08-08-2020 | By Robin Mitchell
Apple and Broadcom have lost a court case against CalTech after CalTech claimed that their patent was violated regarding wireless data transmission. What does this case demonstrate, what was violated, and why can patents be damaging for innovation?
Recently, a court case initiated by CalTech has seen the two industry giants Apple and CalTech face damages of up to $1 billion for violating four patents that CalTech holds. According to CalTech, the patents filed to describe the use of Wi-Fi technologies including IRA/LDPC codes, which helps to reduce the complexity of encoding and decoding, thus requiring simpler electronics to achieve reliable wireless communication.
The size of the damages reflects the many millions of devices currently on the market (which Broadcom devices violate), and CalTech released a statement saying how they were happy that the jury found in favour of their case. While Apple and Broadcom did file for an appeal, the appeal was invalidated with Apple and Broadcom now being expected to pay for the damages. Apple’s appeal position related to the fact they utilise Broadcom devices in their products, and as such are downstream parties whom themselves did not violate any laws.
The title of this article is “How patents can hurt technological development”, but before this side of the coin is examined, we first need to understand how patents can help technological development. The goal of a patent is to provide copy protection to design or concept. For example, a company could develop a new method for converting mechanical energy to electrical energy with minimal losses that could have widespread applications. The developers may have invested significant amounts of capital in researching and developing the idea. Thus the patent allows those developers to commercialise their design and recuperate their R&D costs plus more for development of future products. Thus, the protection offered by the patent has helped to encourage research by providing investors with a guaranteed return. Some would say that this verdict was a victory for patent law which helps to drive innovation, but patents can sometimes impede technological advancements.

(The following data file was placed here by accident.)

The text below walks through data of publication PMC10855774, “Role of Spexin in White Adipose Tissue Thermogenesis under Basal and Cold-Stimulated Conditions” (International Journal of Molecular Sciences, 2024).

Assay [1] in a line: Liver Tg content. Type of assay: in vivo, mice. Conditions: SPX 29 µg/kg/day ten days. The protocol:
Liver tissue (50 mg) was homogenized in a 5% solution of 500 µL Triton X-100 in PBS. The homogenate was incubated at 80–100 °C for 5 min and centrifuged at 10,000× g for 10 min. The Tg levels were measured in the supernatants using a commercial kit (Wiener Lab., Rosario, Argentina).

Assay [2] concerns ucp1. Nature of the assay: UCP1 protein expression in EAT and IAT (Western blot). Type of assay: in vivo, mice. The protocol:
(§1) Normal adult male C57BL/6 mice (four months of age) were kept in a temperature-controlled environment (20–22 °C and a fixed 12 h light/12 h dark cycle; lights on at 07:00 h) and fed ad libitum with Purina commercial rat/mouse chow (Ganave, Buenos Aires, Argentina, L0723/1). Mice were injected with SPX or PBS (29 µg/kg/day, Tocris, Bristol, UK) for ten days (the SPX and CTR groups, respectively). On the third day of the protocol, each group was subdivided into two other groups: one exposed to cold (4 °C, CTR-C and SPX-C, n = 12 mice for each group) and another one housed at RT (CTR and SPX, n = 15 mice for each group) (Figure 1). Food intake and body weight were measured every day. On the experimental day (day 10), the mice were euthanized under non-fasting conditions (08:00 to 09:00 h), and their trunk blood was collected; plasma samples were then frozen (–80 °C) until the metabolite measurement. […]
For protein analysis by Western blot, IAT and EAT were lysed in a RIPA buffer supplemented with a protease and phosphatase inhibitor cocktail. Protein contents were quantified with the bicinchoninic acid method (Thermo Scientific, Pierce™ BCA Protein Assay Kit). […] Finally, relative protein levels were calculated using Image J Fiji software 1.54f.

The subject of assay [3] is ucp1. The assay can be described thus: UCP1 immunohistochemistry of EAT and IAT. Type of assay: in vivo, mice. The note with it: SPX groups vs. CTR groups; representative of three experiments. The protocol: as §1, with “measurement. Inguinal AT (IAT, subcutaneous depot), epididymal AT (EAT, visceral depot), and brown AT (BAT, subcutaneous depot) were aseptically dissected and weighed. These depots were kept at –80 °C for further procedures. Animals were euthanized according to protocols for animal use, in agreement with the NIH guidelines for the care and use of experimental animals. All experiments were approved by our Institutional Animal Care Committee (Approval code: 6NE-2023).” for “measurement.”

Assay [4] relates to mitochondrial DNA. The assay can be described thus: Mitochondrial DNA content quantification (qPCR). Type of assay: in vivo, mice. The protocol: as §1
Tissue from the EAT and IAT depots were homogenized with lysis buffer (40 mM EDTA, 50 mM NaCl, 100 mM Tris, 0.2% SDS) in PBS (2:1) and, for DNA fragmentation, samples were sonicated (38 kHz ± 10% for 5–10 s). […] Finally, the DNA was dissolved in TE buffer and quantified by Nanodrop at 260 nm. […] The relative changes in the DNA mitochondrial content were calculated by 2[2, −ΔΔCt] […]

Before looking into an example of how patents can do more harm than good, we first need to look at a statement made by CalTech regarding the patent case and compare this to their business model.
“As a non-profit institution of higher education, Caltech is committed to protecting its intellectual property in furtherance of its mission to expand human knowledge and benefit society through research integrated with education.”
Generally speaking, when information is made freely available to the public, innovation is allowed to operate at its maximum efficiency. The lack of restrictions allows for any designer to copy said information, and most likely make additional improvements. This ability to improve can be taken further with the use of specific licenses such as GNU, which require that any work based on the original work is also provided to the public for free. This is the bases for operating systems such as Linux and programming languages such as Python which are rapidly changing the technological environment. This is one of the key arguments for open-source hardware and software; the public has access to all code and content, and errors are often fixed significantly faster than those in close hardware and software.